Visiting priests preaches on "bread-only" Mass


Because someone committed a sin, proudly spoke of the sin or because poorly catechized parishioners were edified by the story of sin?


Addressing DBerg, and it wasnt a question :slightly_smiling_face:.


You tell me, please.

Here is the canon
Can. 927 It is absolutely forbidden, even in extreme urgent necessity, to consecrate one matter without the other or even both outside the eucharistic celebration.”

What do you think is the answer to your question?


I don’t think any true edification can take place if something is not in conformity to the Church.

You don’t have to read the lives of the saints for very long to notice certain patterns that repeat themselves every single time, in spite of the saints having wildly different & unique lives across the spectrum. Obedience is the supreme way of pleasing God, always.

Even though the Mass is the highest prayer of the Church, you would receive infinitely more graces by not having a Mass in obedience than by having a Mass in an act of disobedience, unless you were ignorant of the fact through no fault of your own (a priest would/should know better). The Mass is a sacrament and not a magical spell. God can and does give graces outside of the seven sacraments.


Are we called to honour or to obey our parents, the exemplars of all other relationships of authority?

Is removing an ass from a well on the Sabbath, or picking wheat, or eating the holy bread of the priests in the temple materially breaking the Mosaic Law?

The Parable of the Older Brother suggests obedience is a more complicated topic than evicent at first glance.


No edification took place during his homily…

I’m not really “upset.” I’m sort of disgusted. The Church couldn’t be clearer – this is NOT to take place! Yet by golly it DOES and apparently it’s something to be preach about. It brought me back to my reading on WWII POW priests who would wait and wait until a guard would gave them a teaspoon of wine and they would then immediately celebrate the Mass.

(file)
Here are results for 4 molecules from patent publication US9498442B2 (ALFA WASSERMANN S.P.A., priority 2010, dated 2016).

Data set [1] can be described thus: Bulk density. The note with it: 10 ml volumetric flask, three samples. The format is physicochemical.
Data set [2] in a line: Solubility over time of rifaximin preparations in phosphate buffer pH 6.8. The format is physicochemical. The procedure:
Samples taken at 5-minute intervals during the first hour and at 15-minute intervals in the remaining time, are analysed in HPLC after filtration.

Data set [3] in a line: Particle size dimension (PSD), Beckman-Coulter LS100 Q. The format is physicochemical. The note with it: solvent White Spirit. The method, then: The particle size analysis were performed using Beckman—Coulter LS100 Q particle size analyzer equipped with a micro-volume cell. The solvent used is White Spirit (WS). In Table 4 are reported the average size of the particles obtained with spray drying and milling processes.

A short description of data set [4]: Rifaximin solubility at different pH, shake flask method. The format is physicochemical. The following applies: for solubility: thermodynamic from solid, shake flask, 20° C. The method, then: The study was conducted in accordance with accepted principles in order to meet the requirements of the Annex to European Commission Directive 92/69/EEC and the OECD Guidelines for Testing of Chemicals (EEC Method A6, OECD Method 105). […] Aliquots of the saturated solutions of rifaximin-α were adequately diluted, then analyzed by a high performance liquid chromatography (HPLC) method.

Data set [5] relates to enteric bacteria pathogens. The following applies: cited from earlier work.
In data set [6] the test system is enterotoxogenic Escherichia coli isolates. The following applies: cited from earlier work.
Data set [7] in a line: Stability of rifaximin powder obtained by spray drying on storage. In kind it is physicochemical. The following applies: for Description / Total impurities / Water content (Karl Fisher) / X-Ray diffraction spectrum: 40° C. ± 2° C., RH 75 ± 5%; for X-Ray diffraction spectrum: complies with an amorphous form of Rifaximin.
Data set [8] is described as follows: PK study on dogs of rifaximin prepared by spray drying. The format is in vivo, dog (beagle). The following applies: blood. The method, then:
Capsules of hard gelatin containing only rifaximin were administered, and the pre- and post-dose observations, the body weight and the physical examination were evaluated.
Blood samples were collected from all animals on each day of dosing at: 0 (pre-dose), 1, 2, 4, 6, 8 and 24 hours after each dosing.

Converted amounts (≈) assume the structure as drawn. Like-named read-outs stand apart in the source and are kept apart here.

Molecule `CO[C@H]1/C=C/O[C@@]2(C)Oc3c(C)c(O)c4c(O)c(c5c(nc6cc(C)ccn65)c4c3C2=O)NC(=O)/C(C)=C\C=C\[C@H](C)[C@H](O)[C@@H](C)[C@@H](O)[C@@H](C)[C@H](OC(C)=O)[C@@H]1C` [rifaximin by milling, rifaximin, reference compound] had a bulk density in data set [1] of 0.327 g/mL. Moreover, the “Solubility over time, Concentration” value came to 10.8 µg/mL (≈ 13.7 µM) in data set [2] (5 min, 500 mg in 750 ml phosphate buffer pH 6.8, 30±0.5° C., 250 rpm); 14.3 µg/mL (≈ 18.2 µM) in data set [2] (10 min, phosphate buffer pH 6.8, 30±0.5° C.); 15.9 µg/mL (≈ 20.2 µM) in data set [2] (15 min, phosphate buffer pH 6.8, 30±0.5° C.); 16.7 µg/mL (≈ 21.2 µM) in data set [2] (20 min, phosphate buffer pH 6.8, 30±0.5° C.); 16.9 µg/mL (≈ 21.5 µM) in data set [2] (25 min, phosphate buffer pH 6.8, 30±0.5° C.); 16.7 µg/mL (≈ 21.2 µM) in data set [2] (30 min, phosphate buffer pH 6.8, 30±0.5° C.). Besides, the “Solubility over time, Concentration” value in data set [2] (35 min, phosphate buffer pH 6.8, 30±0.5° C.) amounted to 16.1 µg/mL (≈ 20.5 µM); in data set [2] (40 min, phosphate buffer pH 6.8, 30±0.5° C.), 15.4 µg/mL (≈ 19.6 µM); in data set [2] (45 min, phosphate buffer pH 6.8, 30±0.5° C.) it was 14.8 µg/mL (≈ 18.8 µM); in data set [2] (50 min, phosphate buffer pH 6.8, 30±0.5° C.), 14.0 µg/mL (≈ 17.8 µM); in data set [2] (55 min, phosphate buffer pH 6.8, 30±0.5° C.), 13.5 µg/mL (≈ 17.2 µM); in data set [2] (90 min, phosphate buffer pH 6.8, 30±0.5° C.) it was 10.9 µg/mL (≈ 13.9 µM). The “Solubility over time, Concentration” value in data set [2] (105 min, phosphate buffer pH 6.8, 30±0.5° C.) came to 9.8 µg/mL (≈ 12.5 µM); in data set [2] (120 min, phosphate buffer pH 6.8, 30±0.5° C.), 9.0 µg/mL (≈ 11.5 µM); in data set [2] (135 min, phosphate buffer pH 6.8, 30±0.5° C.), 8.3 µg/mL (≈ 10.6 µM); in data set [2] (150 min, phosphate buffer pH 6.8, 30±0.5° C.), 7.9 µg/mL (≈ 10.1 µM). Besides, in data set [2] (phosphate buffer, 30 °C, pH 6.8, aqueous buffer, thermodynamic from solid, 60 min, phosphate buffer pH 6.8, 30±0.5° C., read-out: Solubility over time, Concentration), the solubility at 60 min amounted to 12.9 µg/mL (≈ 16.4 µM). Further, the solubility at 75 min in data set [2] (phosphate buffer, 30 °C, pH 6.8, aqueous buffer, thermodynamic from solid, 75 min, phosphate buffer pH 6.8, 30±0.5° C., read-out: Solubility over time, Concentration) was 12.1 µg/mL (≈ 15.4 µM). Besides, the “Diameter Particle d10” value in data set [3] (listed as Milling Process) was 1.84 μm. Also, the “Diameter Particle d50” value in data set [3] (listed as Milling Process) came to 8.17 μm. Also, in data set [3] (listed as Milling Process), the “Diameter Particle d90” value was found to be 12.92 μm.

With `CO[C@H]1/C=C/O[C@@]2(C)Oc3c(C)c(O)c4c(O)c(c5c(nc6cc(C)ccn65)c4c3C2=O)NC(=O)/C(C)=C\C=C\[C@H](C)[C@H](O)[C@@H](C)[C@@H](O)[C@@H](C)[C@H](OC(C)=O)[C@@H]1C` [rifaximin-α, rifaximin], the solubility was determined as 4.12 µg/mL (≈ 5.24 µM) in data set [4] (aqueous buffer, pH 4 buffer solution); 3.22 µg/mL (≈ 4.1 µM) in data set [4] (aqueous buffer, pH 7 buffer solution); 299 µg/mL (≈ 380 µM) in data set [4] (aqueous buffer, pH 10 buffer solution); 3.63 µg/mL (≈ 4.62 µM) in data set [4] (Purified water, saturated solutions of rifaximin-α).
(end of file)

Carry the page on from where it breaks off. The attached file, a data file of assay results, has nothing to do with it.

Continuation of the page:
I think perhaps what I find the most troubling is the laity was lied to, and they lapped-up the lie like hungry dogs.


While it may have been unwise to preach this incident I have no great issue with the original event myself given the extreme circumstances.
Breaking laws is not the end of the world in all cases.

I am edified all the same. F1 and field hospitals…
Beware the elder brother approach with the disgust and obedience thing at all costs.


This reminds me many years ago when my parish had a “lay administrator.” A young lady of the parish committed suicide. Very sad. For the next 6+ weeks there was a running story in the bulletin about her upcoming “service” where her ashes would be spread at the beach. Week after week.

So I finally emailed the lay administrator and told him that it’s not a good idea to keep mentioning this in the bulletin because the Church does not allow the spreading of cremains. He was personally harsh in his reply.

I replied that he was setting up a problem for our next pastor. That others would demand ongoing bulletin write-ups of their decedents’ spreading ceremonies, that the priest would have to decline if they wanted to do the right thing and that it could well lead to problems.